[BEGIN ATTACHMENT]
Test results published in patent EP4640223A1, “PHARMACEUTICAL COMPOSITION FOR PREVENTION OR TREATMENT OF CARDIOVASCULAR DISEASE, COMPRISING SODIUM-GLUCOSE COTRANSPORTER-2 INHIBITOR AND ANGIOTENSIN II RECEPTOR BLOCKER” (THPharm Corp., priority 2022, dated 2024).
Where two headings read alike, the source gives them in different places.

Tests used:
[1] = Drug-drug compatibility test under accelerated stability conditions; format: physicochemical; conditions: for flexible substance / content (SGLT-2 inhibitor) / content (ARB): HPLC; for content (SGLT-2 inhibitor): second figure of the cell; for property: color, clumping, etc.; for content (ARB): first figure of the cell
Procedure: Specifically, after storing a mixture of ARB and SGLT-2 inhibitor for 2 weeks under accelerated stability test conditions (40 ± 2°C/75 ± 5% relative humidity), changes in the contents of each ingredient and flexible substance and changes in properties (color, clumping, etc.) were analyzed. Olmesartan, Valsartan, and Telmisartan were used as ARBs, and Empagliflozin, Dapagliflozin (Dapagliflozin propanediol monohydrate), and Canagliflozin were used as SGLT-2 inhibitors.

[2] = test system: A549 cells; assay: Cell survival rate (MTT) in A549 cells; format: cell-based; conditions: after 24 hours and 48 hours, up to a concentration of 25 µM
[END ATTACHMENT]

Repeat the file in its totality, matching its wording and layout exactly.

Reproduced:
Test results published in patent EP4640223A1, “PHARMACEUTICAL COMPOSITION FOR PREVENTION OR TREATMENT OF CARDIOVASCULAR DISEASE, COMPRISING SODIUM-GLUCOSE COTRANSPORTER-2 INHIBITOR AND ANGIOTENSIN II RECEPTOR BLOCKER” (THPharm Corp., priority 2022, dated 2024).
Where two headings read alike, the source gives them in different places.

Tests used:
[1] = Drug-drug compatibility test under accelerated stability conditions; format: physicochemical; conditions: for flexible substance / content (SGLT-2 inhibitor) / content (ARB): HPLC; for content (SGLT-2 inhibitor): second figure of the cell; for property: color, clumping, etc.; for content (ARB): first figure of the cell
Procedure: Specifically, after storing a mixture of ARB and SGLT-2 inhibitor for 2 weeks under accelerated stability test conditions (40 ± 2°C/75 ± 5% relative humidity), changes in the contents of each ingredient and flexible substance and changes in properties (color, clumping, etc.) were analyzed. Olmesartan, Valsartan, and Telmisartan were used as ARBs, and Empagliflozin, Dapagliflozin (Dapagliflozin propanediol monohydrate), and Canagliflozin were used as SGLT-2 inhibitors.

[2] = test system: A549 cells; assay: Cell survival rate (MTT) in A549 cells; format: cell-based; conditions: after 24 hours and 48 hours, up to a concentration of 25 µM